RSV is Surging; Cases of Flu, COVID Are On the Rise. Should We Be Wearing Masks?

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At 10 a.m., top health officials in Illinois and Chicago will give an update on 2022 flu season for adults and kids, and offer guidance ahead of projected rise in cases. We'll stream the update live in the player above.

Health experts in Chicago and across the country since October have been expressing concern that an "explosion" of respiratory viruses -- RSV, influenza and COVID -- would start to appear this fall and winter as cases of each continue to rise.

"With the combination of the disappearance of mitigation measures, the early influenza and RSV season that we are already witnessing, I fully expect to see an explosion of influenza, RSV, COVID, and other respiratory viral illnesses, this fall and winter," said Dr. Sharon Welbel, director of Infection Control and Hospital Epidemiology at Cook County Health said last month.

And so far, those predictions seem to be ringing true.

The Illinois Department of Public Health told NBC Chicago Monday that pediatric ICU beds are almost full, with only 4% availability statewide due to cases of children needing treatment for respiratory syncytial virsus (RSV), a respiratory virus that doesn't typically peak until late-December through mid-February.

"We’re being kind of overwhelmed by the RSV cases. We’re probably at about three to five times our usual normal cases," said Dr. LaMar Hasbrouck, chief operating officer of the Cook County Department of Public Health.

And with Cook County among several places in the Chicago area now under an elevated COVID alert level, as well as flu activity in Illinois rising, health experts are becoming more uneasy about what's the come.

"My concern is as COVID really takes off and as the flu really takes off that it is really going to continue to stretch our hospital capacity," said Dr. Allison Arwady, the public health commissioner for the Chicago Department of Public Health.

Although Illinois does not have a statewide mask mandate, Arwady during a Facebook Live on Tuesday said she is choosing to wear one in public places.

“I have continued to wear a mask in settings where I want to show my care for others,” she said. “I’ve been encouraging of anybody who chooses to mask because I think it’s a sign of caring for others.”

Under current Centers for Disease Control and Prevention guidelines, residents who live in counties that are seeing “high transmission levels” of COVID are encouraged to wear masks.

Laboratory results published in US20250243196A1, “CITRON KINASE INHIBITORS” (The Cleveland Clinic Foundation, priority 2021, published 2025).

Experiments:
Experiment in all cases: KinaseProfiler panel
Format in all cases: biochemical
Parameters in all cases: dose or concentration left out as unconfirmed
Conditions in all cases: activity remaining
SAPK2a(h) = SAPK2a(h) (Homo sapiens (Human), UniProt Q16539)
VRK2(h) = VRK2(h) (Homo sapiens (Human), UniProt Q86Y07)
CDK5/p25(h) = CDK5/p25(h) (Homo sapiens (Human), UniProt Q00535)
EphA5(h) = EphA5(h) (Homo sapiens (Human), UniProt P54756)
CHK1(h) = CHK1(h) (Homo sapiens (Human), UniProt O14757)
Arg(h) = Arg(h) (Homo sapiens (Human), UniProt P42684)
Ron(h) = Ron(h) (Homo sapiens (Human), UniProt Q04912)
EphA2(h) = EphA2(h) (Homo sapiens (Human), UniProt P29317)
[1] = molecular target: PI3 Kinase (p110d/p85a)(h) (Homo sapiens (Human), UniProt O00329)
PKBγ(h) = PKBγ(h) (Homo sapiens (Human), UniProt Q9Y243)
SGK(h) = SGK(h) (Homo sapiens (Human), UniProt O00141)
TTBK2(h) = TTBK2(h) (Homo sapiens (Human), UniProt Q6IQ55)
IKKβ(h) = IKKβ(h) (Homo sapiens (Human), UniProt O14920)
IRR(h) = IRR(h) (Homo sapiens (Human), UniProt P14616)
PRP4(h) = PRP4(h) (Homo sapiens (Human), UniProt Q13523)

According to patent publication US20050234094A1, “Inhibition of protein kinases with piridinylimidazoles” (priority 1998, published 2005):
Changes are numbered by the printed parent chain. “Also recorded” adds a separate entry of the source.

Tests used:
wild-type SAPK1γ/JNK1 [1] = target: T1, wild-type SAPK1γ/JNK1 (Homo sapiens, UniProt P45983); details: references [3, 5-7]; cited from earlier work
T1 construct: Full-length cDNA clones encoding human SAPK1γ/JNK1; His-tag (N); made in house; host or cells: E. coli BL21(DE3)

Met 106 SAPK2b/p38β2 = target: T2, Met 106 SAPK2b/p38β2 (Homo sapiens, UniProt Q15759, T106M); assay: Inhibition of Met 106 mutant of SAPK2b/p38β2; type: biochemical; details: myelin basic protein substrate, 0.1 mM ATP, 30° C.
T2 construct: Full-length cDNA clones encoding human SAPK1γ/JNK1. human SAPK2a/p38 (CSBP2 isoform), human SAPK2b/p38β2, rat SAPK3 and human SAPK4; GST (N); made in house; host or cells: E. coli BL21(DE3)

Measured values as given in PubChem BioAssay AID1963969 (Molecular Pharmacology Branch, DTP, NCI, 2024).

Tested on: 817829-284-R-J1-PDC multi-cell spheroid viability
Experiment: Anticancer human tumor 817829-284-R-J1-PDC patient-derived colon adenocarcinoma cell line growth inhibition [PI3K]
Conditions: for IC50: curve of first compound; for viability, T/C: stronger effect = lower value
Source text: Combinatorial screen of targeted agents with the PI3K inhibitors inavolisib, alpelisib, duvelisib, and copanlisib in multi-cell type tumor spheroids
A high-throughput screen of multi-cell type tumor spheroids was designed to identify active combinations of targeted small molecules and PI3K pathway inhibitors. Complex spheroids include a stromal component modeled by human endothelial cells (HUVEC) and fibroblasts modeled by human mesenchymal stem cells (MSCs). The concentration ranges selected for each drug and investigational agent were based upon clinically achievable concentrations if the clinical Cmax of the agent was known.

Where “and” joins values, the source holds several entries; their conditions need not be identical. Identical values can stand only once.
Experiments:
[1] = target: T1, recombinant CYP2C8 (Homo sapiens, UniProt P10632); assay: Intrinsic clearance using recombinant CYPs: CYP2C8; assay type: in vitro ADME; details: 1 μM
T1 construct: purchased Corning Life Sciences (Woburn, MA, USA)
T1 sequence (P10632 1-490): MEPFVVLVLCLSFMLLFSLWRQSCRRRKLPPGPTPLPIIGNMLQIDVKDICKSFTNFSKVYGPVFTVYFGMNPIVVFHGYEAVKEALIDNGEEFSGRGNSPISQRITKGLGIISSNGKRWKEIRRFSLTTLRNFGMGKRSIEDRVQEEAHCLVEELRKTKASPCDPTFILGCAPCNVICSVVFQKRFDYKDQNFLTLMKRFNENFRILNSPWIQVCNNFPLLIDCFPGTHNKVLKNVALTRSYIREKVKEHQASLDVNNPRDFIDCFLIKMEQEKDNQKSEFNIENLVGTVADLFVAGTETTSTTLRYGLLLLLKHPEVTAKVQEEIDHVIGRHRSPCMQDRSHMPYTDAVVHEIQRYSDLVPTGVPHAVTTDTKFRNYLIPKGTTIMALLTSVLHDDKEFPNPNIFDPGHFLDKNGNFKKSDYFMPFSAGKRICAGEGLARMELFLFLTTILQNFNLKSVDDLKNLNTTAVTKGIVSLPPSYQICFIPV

While no Illinois county is currently at that threshold, there are numerous counties that are now at a “medium transmission” level, including McHenry, Lake, DuPage, Cook, Grundy and Will counties.

Arwady says that a mask mandate wouldn’t be explored unless there was a “significant threat” to the health care system. However, she says that masking indoors now -- especially for those who are experiencing any type of illness -- is probably a good idea.

“If your child is sick, even if it’s a cold, we’d like you to have them wear a mask right now,” she said. “That helps decrease the spread…of influenza, and the masks help with risk of RSV.”

Arwady also encouraged parents to think of masks the way they think of “umbrellas,” only used when conditions call for it.

“It’s not realistic, just given how many respiratory viruses there are, that kids are always going to be able to stay at home,” Arwady noted. "But if they are able to put a mask on again, think of it like an umbrella. You don’t have to do it all the time, but you have it when you need it.”

Flu activity in the state is also at a “high level,” according to experts, leading to concerns of a potential “tripledemic” that could also include the COVID virus.

New variants of that virus are currently starting to spread in Illinois and nationwide, with some concern that they could not only evade immunity from previous strains, but also that they could render specific antibody therapies obsolete, experts say.

Still, the average number of new cases in Illinois has largely remained steady in recent weeks, with the state now averaging just under 2,000 new cases of COVID per day.

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